Smoking Advice Service (SAS) – 08085 20 20 30
This is NHS Grampian’s local smoking cessation service who can guide you on how to make a referral to the service and how to give your client support on quitting. Please see HI-Net SAS webpage for more information.
Smokeline – 0800 848484 (9am-9pm)
This is Scotland’s national stop smoking helpline to which you can opt to guide your client for support on quitting. You can also find further information on their website www.canstopsmoking.com.
www.nhs.uk/smokefree/why-quit/secondhand-smoke – This site gives you information on going smoke-free
Partnership Action on Tobacco and Health (PATH)
This is a joint initiative between ASH Scotland, NHS Scotland and the Scottish Government which aims to reduce tobacco prevalence in Scotland.
Take it Right Outside
www.rightoutside.org/watch-video-journey/ – Facts about second hand smoke, including the ‘Take it right outside’ campaign video.
Passive smoking and children: A report of the Tobacco Advisory Group of the Royal College of Physicians: Prepared by the Royal College of Physicians, this report will be of interest to anyone wanting to know more about creating a healthier, smoke-free environment for children. https://www.rcplondon.ac.uk/sites/default/files/documents/passive-smoking-and-children.pdf
Statistics from Royal College of Physicians Report 2010 – ‘Passive Smoking and Children’ in UK:
- In 2007 40% of children were exposed to tobacco smoke at home but since Scotland’s smoke-free legislation was implemented this figure has dropped to 20-25%
- Risk of lower respiratory tract infections increases by 60% if child living in home where mother smokes and there are more than 20,000 cases per year
- Risk of wheezing increased by 65-77% and an increase in asthma, among school children, of 20%. There are at least 22,000 new cases per year.
- Risk of middle ear disease is 35-46% with about 120.000 cases per year
- The risk of meningitis is doubled with around 200 cases per year
- 40 cases of sudden infant death syndrome per year linked to second-hand smoke
- There are more than 300,000 GP consultations and around 9,500 hospital admissions annually due to the effects of second-hand smoke
- It costs the NHS £9.7 million for primary care visits and asthma treatment related to second-hand smoke
- It costs the NHS £13.8 million for hospital admissions related to second-hand smoke
- The cost of providing asthma drugs each year to children who develop asthma as a result of second-hand smoke is £4 million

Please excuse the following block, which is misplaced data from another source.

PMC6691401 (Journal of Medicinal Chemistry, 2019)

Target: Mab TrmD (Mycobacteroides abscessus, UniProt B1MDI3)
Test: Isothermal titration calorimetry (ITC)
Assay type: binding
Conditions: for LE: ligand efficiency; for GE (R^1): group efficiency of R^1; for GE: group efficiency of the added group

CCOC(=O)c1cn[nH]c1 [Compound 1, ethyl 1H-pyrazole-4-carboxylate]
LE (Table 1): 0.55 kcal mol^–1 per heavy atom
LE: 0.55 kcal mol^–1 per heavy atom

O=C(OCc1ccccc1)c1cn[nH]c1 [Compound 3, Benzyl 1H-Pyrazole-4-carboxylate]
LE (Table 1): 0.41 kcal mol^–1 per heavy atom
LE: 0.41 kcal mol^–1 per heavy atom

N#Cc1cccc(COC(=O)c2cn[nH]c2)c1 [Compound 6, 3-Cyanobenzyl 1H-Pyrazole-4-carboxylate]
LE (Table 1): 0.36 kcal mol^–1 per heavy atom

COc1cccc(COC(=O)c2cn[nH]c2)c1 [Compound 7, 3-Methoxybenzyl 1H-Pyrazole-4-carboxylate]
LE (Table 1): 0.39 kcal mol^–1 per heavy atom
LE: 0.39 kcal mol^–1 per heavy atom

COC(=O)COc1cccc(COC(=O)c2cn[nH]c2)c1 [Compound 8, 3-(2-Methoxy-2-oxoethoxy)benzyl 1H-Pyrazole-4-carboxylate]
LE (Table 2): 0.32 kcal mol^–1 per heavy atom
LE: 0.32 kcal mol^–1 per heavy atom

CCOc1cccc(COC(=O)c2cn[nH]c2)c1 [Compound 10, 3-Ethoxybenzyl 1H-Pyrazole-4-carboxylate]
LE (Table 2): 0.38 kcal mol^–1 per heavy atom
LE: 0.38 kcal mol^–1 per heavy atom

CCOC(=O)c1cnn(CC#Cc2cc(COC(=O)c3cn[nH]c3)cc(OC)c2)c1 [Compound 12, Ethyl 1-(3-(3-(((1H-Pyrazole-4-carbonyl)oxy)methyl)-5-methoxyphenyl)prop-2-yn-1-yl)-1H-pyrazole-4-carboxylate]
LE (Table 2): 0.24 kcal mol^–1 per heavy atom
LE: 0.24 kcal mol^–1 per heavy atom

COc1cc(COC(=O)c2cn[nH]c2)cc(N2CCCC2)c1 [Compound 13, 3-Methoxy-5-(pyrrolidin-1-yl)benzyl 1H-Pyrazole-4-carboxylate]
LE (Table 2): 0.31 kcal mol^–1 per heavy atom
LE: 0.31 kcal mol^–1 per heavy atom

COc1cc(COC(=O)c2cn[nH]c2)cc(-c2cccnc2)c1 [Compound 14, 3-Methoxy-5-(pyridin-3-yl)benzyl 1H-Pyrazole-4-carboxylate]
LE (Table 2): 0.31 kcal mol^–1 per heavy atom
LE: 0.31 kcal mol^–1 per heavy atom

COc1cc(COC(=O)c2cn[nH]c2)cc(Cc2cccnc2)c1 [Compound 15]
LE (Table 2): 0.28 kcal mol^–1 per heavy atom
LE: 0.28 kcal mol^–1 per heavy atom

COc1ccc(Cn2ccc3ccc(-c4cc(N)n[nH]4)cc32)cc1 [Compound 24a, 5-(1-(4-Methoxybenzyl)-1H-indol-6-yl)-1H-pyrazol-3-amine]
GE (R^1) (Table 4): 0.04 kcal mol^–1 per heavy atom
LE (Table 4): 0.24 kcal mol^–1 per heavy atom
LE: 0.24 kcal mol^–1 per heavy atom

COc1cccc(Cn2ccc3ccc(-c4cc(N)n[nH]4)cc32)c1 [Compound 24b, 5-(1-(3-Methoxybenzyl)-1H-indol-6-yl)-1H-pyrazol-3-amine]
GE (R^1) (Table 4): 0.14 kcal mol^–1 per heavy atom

- A child is 90% more likely to become an adult smoker if growing up with parents or siblings who smoke
Finally a key conclusion and recommendation from the report is: ‘Second-hand smoke is an involuntary exposure to children. All adults therefore have a duty to avoid exposing children to tobacco smoke’.
Creating a Tobacco-Free Generation: A Tobacco Control Strategy for Scotland
The National Centre for Smoking Cessation Training has provided a short training module for anyone who comes into contact with smokers and their families and is now available on the NCSCT website or can be accessed through the following link: www.ncsct.co.uk/publication_secondhand-smoke-training-module.php. There are short film clips to demonstrate possible interactions with families, building knowledge and skills to deliver the intervention, along with information on the harms caused by secondhand smoke and why it is important to raise the issue. There is also a short assessment with a certificate available on successful completion to provide evidence of continuing professional development (CPD). This will be a useful resource to improve and refresh your knowledge and skills in this area.
An introductory film that features parents who have made changes to their smoking in the home an also be viewed on the You Tube site www.youtube.com/NCSCTfilms.
The REFRESH How to Guide will help professionals working with families and children to raise the issue of second-hand smoke in the home and car with parents and carers.
The REFRESH guide has information on:
- second-hand smoke and its health effects
- hints and tips on how to create a smoke-free home
- the benefits of reducing their smoking in the home and car
- how to overcome parent barriers to creating a smoke-free home
Informed by a portfolio of research and peer-developed, the REFRESH guide provides evidence-based advice and information that professionals will find useful in helping raise the issue of smoking in the home and car.
Download the guide and visit the website at: www.ashscotland.org.uk/go-smoke-free/refresh-project.aspx.
The REFRESH project is a collaborative research project funded by the Big Lottery Fund and managed by ASH Scotland in partnership with the Universities of Aberdeen and Edinburgh.
For further information on the REFRESH guide or project contact: Dr Rachel O’Donnell or ASH Scotland Enquiries team.
Lancet media release 27 October 2012: Study of a million women finds giving up smoking can extend life by ten years. Article available at: www.thelancet.com/journals/lancet/article/PIIS0140-6736%2812%2961720-6/abstract.
Max, W., Sung, H. Y., and Shi, Y. Attention deficit hyperactivity disorder among children exposed to secondhand smoke: A logistic regression analysis of secondary data. International Journal of Nursing Studies . 26-10-2012. Abstract or full text available at: http://www.ncbi.nlm.nih.gov/pubmed/23107006.